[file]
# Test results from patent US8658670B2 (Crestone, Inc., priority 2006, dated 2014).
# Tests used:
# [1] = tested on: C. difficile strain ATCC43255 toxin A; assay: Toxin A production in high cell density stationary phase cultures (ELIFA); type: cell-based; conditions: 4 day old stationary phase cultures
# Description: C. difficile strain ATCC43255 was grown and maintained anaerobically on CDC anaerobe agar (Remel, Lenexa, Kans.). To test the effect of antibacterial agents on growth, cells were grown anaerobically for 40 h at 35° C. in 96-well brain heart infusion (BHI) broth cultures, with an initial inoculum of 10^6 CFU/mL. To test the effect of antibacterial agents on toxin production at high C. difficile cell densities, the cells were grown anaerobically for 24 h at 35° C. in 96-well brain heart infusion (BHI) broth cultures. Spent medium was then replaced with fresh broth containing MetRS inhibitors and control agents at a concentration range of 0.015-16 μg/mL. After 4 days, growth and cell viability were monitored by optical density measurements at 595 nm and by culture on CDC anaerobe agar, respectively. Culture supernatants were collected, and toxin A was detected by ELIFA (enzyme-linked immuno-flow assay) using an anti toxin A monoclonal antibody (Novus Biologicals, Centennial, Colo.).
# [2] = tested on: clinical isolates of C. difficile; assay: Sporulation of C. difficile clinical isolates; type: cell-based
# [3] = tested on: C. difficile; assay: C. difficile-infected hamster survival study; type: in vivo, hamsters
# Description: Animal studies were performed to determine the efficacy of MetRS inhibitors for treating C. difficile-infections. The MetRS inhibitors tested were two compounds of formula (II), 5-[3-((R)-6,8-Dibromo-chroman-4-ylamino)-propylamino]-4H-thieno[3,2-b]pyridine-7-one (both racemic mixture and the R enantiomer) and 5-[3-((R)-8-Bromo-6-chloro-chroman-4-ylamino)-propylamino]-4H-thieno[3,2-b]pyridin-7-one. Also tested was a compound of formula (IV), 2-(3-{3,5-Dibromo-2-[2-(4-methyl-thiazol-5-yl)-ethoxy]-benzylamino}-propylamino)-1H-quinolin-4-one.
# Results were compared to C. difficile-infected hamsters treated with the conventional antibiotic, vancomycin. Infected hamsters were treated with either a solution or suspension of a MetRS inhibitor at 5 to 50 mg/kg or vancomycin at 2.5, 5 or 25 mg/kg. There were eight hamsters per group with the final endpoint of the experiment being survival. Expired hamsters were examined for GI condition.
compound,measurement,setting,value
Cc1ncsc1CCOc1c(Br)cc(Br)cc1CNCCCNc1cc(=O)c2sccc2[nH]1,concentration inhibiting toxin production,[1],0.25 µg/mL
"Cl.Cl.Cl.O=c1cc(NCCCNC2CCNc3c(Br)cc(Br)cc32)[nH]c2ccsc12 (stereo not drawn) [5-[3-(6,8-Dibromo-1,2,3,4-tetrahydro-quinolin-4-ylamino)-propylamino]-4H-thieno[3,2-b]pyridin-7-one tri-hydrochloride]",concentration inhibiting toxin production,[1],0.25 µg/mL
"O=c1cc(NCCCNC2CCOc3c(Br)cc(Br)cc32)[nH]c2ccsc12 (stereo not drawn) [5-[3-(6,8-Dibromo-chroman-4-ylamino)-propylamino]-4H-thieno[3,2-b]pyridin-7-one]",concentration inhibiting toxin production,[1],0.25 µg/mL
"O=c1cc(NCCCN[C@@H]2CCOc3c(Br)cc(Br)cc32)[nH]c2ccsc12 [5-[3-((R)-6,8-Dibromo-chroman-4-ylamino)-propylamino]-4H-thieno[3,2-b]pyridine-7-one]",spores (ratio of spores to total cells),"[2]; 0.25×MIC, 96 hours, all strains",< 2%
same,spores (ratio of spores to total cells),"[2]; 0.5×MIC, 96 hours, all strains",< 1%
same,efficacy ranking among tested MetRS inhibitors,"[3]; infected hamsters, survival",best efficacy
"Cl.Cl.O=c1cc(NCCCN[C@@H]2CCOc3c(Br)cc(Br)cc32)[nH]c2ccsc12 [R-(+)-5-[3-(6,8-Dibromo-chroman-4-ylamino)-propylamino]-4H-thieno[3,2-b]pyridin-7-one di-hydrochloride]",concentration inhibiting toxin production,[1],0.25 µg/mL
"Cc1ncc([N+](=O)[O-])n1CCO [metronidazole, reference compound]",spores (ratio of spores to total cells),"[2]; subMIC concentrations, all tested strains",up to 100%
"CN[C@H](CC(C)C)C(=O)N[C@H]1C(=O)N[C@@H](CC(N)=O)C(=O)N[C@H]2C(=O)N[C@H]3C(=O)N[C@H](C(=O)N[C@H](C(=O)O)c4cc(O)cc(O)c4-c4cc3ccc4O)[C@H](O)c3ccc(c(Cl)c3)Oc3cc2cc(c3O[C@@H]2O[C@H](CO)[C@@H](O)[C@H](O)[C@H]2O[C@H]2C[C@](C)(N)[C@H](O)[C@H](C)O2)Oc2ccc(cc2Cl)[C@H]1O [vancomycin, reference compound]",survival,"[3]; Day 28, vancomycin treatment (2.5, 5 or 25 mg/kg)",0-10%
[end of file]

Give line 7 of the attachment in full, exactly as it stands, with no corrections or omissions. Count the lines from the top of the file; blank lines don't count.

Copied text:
# Description: Animal studies were performed to determine the efficacy of MetRS inhibitors for treating C. difficile-infections. The MetRS inhibitors tested were two compounds of formula (II), 5-[3-((R)-6,8-Dibromo-chroman-4-ylamino)-propylamino]-4H-thieno[3,2-b]pyridine-7-one (both racemic mixture and the R enantiomer) and 5-[3-((R)-8-Bromo-6-chloro-chroman-4-ylamino)-propylamino]-4H-thieno[3,2-b]pyridin-7-one. Also tested was a compound of formula (IV), 2-(3-{3,5-Dibromo-2-[2-(4-methyl-thiazol-5-yl)-ethoxy]-benzylamino}-propylamino)-1H-quinolin-4-one.